“[The Conservatives] are always for the rich, the poor don’t get anything, especially in Bolton,” said Danielle Unsworth, 29, a retail worker, from one of the tightest Red Wall seats in the country.
Speaking after Chancellor Kwasi Kwarteng unveiled his first mini-Budget on Friday, Ms Unsworth told i that she works full-time but felt she “would probably be better off on Universal Credit”.
In Bolton North East, a seat which is held by Conservative MP Mark Logan by just 378 votes, having previously been a Labor seat for more than 20 years, voters had few positive words to say about Mr Kwarteng’s “new era” for the UK.
More than 40 per cent of children are living in poverty in the constituency, an increase of 3.4 per cent in the past five years.
Ms Unsworth continued: “I’m on not much more than minimum wage and it’s not going far. I live with my mum and I can’t move out because she can’t afford it without me.”
She said she thinks many people who might have voted Conservative for the first time in 2019 in the constituency now regret it.
“Boris Johnson has destroyed the economy,” she said. “I know some people who voted Tory and they can see now it’s worse than ever. I just hope with Liz Truss in charge it’s a bit more organized and we can live in peace.”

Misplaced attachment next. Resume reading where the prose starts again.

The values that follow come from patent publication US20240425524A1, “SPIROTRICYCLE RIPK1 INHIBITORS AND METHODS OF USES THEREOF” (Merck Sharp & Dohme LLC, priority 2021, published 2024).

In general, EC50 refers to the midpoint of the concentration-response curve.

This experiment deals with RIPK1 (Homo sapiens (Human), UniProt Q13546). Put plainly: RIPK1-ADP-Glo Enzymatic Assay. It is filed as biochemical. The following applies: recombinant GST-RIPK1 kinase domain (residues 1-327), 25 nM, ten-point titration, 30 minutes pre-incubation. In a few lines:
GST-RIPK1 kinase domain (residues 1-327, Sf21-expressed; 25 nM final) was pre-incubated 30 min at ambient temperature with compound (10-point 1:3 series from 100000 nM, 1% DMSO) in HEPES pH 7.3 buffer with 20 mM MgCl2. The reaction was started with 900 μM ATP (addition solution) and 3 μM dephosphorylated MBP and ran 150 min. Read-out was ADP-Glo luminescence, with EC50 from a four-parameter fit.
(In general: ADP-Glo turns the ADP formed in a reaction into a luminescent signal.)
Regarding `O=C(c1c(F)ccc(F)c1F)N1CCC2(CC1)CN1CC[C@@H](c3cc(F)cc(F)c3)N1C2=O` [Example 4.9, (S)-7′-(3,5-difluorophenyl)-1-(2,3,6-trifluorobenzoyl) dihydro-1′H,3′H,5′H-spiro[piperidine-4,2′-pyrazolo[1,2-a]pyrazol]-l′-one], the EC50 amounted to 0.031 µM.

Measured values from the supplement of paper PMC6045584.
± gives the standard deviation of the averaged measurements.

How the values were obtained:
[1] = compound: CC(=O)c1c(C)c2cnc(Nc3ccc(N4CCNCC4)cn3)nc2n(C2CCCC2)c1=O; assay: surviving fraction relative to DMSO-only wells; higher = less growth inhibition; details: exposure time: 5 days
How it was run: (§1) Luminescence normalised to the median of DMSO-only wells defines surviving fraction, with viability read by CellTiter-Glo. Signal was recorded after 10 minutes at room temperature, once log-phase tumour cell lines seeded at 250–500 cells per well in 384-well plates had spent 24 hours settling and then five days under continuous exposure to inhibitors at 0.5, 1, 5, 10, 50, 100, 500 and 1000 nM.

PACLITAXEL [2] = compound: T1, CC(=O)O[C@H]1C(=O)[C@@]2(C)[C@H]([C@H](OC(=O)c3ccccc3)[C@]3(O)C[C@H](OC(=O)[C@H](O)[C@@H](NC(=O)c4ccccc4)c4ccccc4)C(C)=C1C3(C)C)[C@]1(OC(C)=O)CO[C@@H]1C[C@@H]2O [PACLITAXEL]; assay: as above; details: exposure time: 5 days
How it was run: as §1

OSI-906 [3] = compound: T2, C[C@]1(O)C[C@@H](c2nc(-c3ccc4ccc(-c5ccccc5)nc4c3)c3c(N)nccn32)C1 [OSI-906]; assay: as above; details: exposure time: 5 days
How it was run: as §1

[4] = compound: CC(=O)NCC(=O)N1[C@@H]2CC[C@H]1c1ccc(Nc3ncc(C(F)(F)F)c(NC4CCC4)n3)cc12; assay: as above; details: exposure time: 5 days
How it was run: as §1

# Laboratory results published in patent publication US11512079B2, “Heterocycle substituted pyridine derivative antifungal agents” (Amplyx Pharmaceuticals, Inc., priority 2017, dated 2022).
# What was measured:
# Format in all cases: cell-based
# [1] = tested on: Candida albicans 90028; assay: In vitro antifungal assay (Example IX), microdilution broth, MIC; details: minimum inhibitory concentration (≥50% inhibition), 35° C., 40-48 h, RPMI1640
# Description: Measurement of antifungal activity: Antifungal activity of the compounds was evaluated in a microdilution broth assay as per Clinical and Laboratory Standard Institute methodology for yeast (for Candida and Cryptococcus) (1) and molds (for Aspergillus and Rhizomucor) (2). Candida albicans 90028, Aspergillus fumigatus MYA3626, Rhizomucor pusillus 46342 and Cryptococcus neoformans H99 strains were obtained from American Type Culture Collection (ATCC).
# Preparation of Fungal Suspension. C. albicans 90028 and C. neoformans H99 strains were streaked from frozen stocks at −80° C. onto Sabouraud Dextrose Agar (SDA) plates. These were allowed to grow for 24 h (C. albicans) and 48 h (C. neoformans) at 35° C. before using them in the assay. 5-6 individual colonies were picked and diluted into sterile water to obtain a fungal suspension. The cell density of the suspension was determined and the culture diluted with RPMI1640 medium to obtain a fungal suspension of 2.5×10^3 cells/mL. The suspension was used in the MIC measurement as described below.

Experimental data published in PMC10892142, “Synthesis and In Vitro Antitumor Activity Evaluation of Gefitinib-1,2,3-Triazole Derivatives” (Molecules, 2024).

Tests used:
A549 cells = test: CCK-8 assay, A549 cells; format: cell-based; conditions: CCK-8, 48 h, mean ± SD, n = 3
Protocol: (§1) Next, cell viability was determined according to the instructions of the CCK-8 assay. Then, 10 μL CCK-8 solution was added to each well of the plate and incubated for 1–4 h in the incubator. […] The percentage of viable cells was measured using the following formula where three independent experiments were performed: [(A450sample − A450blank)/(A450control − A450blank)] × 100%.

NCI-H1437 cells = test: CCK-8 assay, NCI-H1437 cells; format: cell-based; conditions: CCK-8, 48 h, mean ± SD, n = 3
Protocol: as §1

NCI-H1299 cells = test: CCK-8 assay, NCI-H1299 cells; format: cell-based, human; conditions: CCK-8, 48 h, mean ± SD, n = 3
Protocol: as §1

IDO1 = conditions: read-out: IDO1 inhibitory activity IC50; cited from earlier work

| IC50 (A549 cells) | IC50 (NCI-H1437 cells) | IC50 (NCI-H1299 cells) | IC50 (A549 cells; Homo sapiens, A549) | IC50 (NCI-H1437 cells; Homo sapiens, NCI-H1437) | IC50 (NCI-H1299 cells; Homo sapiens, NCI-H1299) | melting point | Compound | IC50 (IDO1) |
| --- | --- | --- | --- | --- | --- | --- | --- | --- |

A Lib Dem voter in her 60s, who asked not to be named, said she was left furious by the mini-Budget, in particular the decision to remove the cap on bankers’ bonuses.
“It’s a disgrace,” she said. “I think all bonuses for people like that who are high earners anyway should be scrapped.
“If they’re getting a big salary anyway why do they need a bonus? None of this will help me as a pensioner.”
“In this area, a lot of people work very hard for low wages, they’re already struggling with mortgage payments, food bills, energy costs, it won’t help them.
“As for encouraging growth… that’s going to take years and where’s the benefit? People need help right now.”
Others in Bolton were a little more hopeful about the new government’s strategy will pay off.
“I do believe in the need for tax cuts,” said one Tory voter, who declined to be named.
“We need more money in people’s pockets, and hopefully they can deal with energy crisis.”
Hasan Topalovic has run Crumbs Cafe, a greasy spoon spot for breakfast and lunch in Bolton for 20 years. Like all businesses, especially in the hospitality industry, his costs have gone up considerably in the past year, but he says he can’t pass them on to his customers because they can’t afford it. “No one in here earns £150,000,” he said.
“These are working people but it’s hard times for them as well,” he said. “Tax cuts… it depends how much you cut them, we will have to wait and see if it will help.”